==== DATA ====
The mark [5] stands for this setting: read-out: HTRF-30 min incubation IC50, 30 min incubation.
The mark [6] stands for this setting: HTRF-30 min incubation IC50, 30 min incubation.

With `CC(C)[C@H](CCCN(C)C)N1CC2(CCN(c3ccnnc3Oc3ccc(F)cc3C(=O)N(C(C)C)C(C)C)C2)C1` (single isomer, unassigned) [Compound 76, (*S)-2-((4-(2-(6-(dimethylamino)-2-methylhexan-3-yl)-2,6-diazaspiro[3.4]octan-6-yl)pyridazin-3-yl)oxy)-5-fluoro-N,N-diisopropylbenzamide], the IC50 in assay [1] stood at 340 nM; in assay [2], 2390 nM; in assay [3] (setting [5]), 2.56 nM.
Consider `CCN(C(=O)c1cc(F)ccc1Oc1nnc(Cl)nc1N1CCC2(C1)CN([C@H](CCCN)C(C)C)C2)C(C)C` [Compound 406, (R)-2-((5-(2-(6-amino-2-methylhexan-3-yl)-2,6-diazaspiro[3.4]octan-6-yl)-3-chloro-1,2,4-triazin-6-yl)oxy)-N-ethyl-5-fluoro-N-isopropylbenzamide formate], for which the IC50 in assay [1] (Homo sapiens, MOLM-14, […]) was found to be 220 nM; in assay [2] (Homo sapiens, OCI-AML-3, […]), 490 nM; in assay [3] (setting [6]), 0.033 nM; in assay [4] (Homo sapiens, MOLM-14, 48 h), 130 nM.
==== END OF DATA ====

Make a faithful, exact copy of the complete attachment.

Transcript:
The mark [5] stands for this setting: read-out: HTRF-30 min incubation IC50, 30 min incubation.
The mark [6] stands for this setting: HTRF-30 min incubation IC50, 30 min incubation.

With `CC(C)[C@H](CCCN(C)C)N1CC2(CCN(c3ccnnc3Oc3ccc(F)cc3C(=O)N(C(C)C)C(C)C)C2)C1` (single isomer, unassigned) [Compound 76, (*S)-2-((4-(2-(6-(dimethylamino)-2-methylhexan-3-yl)-2,6-diazaspiro[3.4]octan-6-yl)pyridazin-3-yl)oxy)-5-fluoro-N,N-diisopropylbenzamide], the IC50 in assay [1] stood at 340 nM; in assay [2], 2390 nM; in assay [3] (setting [5]), 2.56 nM.
Consider `CCN(C(=O)c1cc(F)ccc1Oc1nnc(Cl)nc1N1CCC2(C1)CN([C@H](CCCN)C(C)C)C2)C(C)C` [Compound 406, (R)-2-((5-(2-(6-amino-2-methylhexan-3-yl)-2,6-diazaspiro[3.4]octan-6-yl)-3-chloro-1,2,4-triazin-6-yl)oxy)-N-ethyl-5-fluoro-N-isopropylbenzamide formate], for which the IC50 in assay [1] (Homo sapiens, MOLM-14, […]) was found to be 220 nM; in assay [2] (Homo sapiens, OCI-AML-3, […]), 490 nM; in assay [3] (setting [6]), 0.033 nM; in assay [4] (Homo sapiens, MOLM-14, 48 h), 130 nM.